Oh Yeah, The Supreme Court May Have Done Some Stuff Yesterday Too
In all the hubbub over the Sotomayor nomination and the Prop. 8 decision, we made no mention of the important decisions that came out of the Supreme Court yesterday. One case overturned a New York law on Supremacy Clause grounds, another ruled that illegal drug buys made over phone lines don't deserve more prison time than face-to-face purchases, and the third did away with Michigan v. Jackson and gave police more leeway when interrogating suspects without their lawyers present.
You can find FindLaw's summaries of the cases and links to the opinions below: Haywood v. Drown, No.
In a 42 U.S.C. section 1983 action by a prisoner,
judgment for Defendant-Officers is reversed where Correction Law section 24, as
applied to Section 1983 claims, violates the Supremacy Clause, because New
York's policy of shielding correctional officers from liability for conduct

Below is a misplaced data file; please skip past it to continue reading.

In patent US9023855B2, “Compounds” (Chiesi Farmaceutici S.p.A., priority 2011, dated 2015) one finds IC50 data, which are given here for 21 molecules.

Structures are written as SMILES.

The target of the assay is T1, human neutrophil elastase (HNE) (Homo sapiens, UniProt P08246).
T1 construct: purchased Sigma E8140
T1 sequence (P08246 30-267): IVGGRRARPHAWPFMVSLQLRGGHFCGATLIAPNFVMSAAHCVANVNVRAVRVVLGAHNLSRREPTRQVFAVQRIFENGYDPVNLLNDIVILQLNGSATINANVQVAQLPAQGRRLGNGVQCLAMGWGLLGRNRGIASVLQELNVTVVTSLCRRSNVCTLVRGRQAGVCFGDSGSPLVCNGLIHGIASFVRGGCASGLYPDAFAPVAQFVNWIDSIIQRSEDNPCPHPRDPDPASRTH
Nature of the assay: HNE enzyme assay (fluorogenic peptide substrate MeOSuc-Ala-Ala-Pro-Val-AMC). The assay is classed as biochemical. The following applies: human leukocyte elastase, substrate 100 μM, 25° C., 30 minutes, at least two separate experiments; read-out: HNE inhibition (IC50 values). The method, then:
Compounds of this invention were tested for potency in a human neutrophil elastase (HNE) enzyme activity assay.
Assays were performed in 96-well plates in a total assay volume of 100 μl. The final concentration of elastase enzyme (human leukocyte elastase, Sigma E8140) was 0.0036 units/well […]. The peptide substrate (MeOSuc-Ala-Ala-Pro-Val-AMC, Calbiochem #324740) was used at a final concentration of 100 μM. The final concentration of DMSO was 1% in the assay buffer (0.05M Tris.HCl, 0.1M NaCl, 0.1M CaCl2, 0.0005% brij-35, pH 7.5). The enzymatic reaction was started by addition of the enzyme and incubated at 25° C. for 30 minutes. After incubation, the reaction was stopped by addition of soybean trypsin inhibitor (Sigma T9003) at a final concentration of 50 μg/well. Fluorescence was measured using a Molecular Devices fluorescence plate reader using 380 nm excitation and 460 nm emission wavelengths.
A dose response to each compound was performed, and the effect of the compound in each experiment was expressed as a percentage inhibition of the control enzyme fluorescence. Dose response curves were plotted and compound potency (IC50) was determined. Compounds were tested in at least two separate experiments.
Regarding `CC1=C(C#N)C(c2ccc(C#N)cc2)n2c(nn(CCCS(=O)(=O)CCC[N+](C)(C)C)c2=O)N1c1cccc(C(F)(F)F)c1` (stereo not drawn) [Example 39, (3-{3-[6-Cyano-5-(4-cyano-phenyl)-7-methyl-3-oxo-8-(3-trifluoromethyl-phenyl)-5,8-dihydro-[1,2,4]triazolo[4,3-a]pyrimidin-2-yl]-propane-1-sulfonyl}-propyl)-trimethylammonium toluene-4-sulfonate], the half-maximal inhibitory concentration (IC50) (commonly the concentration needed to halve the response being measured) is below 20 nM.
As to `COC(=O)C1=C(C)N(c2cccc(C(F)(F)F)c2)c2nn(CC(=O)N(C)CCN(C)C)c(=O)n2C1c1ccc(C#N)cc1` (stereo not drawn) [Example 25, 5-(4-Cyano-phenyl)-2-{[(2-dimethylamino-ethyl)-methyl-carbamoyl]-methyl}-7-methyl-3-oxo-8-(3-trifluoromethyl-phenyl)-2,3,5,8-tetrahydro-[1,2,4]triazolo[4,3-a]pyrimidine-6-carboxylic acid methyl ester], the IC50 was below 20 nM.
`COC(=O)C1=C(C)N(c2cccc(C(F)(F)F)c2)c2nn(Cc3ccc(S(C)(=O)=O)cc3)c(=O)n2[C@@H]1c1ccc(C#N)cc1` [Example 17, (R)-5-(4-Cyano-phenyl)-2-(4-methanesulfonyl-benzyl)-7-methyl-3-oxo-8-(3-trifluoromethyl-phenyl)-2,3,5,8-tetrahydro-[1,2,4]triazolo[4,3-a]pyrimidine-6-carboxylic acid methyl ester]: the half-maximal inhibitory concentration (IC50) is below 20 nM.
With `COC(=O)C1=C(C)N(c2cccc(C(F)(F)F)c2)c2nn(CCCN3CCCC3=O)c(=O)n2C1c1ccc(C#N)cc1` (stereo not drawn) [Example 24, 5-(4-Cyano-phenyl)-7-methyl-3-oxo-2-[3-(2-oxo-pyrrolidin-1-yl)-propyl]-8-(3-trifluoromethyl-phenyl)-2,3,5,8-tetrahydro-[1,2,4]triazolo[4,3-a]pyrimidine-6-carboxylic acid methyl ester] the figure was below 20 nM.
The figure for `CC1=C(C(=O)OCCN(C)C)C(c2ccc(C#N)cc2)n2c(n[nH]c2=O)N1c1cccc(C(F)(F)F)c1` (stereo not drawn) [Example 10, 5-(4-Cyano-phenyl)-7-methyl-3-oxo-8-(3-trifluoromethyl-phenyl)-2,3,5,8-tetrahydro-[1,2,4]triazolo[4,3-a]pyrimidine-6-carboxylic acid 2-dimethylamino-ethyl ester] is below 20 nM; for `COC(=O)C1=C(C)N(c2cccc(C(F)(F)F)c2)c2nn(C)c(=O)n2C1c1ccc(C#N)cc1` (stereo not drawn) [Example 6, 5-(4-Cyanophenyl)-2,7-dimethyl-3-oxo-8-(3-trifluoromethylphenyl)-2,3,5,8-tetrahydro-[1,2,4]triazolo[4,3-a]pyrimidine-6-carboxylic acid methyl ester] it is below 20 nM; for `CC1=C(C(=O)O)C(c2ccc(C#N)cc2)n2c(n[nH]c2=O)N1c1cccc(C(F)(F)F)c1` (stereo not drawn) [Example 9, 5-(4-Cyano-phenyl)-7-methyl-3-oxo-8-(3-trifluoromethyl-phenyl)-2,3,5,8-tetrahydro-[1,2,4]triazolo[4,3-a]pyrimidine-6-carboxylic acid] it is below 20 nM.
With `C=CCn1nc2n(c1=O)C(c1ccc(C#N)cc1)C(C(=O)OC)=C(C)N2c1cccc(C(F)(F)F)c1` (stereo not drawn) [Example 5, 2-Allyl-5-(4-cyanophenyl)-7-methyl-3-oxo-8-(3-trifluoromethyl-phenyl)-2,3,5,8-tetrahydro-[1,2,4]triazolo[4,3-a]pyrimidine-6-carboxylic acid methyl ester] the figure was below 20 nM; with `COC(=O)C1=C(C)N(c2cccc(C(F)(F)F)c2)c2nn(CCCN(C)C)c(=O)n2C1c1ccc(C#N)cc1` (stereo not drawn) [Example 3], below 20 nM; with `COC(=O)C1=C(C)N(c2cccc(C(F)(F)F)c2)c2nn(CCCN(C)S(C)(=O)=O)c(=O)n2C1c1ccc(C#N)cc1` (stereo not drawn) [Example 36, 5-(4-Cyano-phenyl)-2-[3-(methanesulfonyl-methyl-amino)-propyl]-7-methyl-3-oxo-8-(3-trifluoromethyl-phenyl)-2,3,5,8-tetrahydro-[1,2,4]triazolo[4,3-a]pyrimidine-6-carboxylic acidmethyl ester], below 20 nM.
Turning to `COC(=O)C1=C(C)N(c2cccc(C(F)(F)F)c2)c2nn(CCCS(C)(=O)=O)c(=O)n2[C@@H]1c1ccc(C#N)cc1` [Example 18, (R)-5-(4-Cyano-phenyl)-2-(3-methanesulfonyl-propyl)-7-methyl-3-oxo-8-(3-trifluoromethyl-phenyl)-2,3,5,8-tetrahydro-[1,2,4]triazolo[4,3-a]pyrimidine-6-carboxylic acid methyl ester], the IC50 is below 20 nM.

performed in the scope of their employment is contrary to Congress's judgment
that all persons who violate federal rights while acting under color of state
law shall be held liable for damages. Read more...
Abuelhawa v. US, No.
Drug distribution conviction is reversed and the case
remanded, where Defendant's drug purchases from a third party over the phone
constituted misdemeanors, because using a telephone to make a misdemeanor drug
purchase does not "facilitate" felony drug distribution in violation of 18
U.S.C. section 843(b). Read more...
Montejo v. Louisiana, No.
Capital murder conviction is vacated, where Michigan v.
Jackson, 475 U.S. 625 (1986), is overruled, because requiring an "initial
invocation" of the right to counsel in order to trigger the Jackson presumption
might work in states that require an indigent defendant formally to request
counsel before an appointment is made, but not in more than half the states that
appoint counsel without request from the defendant. Read more...